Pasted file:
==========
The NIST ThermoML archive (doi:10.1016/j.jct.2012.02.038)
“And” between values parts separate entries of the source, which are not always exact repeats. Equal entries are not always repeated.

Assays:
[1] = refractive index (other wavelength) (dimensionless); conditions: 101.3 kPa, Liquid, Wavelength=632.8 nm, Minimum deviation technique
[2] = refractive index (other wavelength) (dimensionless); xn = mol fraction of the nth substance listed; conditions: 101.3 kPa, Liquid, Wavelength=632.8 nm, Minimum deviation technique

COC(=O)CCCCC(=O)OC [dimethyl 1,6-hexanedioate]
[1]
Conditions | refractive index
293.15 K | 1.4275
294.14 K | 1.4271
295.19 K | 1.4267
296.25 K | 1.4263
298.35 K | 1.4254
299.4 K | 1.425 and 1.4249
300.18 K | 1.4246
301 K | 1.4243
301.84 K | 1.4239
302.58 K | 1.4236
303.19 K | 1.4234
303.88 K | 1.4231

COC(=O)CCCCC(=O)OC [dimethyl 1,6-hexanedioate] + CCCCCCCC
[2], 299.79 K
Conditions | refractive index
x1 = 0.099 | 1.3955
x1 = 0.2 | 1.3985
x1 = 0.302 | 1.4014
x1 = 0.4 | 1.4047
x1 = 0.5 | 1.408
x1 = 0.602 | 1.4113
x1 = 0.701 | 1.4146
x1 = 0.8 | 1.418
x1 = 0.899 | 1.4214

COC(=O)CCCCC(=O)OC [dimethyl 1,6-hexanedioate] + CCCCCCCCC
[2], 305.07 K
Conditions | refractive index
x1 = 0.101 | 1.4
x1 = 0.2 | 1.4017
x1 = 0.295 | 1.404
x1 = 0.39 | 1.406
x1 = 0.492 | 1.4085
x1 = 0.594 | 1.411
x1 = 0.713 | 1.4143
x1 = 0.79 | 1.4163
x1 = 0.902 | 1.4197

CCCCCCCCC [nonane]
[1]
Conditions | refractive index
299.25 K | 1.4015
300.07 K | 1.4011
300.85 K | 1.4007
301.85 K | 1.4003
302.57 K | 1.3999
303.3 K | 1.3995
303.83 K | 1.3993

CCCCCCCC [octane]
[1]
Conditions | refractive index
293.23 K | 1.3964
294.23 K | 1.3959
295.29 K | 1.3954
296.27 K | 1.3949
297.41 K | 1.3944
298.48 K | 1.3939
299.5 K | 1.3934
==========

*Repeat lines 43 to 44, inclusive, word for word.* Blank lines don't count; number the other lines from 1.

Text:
x1 = 0.79 | 1.4163
x1 = 0.902 | 1.4197